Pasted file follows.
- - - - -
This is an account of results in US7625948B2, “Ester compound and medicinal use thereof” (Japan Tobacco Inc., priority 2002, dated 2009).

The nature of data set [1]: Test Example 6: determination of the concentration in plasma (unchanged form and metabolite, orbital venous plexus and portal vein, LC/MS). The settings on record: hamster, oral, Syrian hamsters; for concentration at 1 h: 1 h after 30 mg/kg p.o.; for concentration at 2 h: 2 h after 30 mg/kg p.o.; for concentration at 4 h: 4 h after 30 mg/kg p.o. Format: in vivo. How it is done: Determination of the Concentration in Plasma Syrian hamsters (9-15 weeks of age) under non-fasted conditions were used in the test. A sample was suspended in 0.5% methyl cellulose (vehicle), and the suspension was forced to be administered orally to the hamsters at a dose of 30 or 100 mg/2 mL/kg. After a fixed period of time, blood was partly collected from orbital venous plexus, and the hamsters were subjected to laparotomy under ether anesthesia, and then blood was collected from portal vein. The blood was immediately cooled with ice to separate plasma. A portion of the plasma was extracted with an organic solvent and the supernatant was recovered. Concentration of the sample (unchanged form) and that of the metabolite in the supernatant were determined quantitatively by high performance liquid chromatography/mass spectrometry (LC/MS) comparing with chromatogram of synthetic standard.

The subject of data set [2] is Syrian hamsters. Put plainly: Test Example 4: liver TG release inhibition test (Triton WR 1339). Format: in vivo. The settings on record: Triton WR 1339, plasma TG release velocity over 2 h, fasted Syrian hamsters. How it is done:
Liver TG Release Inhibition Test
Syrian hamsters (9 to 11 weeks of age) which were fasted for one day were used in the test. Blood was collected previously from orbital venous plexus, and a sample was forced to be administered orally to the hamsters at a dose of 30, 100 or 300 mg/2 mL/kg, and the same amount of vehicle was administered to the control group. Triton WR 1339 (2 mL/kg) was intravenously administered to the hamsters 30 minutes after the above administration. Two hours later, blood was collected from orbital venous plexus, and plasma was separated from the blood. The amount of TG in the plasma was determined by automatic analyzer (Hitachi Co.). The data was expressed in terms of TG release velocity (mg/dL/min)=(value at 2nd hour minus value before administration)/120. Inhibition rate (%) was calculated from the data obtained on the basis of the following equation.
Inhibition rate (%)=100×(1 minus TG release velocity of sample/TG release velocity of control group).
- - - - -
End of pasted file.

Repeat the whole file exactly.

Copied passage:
This is an account of results in US7625948B2, “Ester compound and medicinal use thereof” (Japan Tobacco Inc., priority 2002, dated 2009).

The nature of data set [1]: Test Example 6: determination of the concentration in plasma (unchanged form and metabolite, orbital venous plexus and portal vein, LC/MS). The settings on record: hamster, oral, Syrian hamsters; for concentration at 1 h: 1 h after 30 mg/kg p.o.; for concentration at 2 h: 2 h after 30 mg/kg p.o.; for concentration at 4 h: 4 h after 30 mg/kg p.o. Format: in vivo. How it is done: Determination of the Concentration in Plasma Syrian hamsters (9-15 weeks of age) under non-fasted conditions were used in the test. A sample was suspended in 0.5% methyl cellulose (vehicle), and the suspension was forced to be administered orally to the hamsters at a dose of 30 or 100 mg/2 mL/kg. After a fixed period of time, blood was partly collected from orbital venous plexus, and the hamsters were subjected to laparotomy under ether anesthesia, and then blood was collected from portal vein. The blood was immediately cooled with ice to separate plasma. A portion of the plasma was extracted with an organic solvent and the supernatant was recovered. Concentration of the sample (unchanged form) and that of the metabolite in the supernatant were determined quantitatively by high performance liquid chromatography/mass spectrometry (LC/MS) comparing with chromatogram of synthetic standard.

The subject of data set [2] is Syrian hamsters. Put plainly: Test Example 4: liver TG release inhibition test (Triton WR 1339). Format: in vivo. The settings on record: Triton WR 1339, plasma TG release velocity over 2 h, fasted Syrian hamsters. How it is done:
Liver TG Release Inhibition Test
Syrian hamsters (9 to 11 weeks of age) which were fasted for one day were used in the test. Blood was collected previously from orbital venous plexus, and a sample was forced to be administered orally to the hamsters at a dose of 30, 100 or 300 mg/2 mL/kg, and the same amount of vehicle was administered to the control group. Triton WR 1339 (2 mL/kg) was intravenously administered to the hamsters 30 minutes after the above administration. Two hours later, blood was collected from orbital venous plexus, and plasma was separated from the blood. The amount of TG in the plasma was determined by automatic analyzer (Hitachi Co.). The data was expressed in terms of TG release velocity (mg/dL/min)=(value at 2nd hour minus value before administration)/120. Inhibition rate (%) was calculated from the data obtained on the basis of the following equation.
Inhibition rate (%)=100×(1 minus TG release velocity of sample/TG release velocity of control group).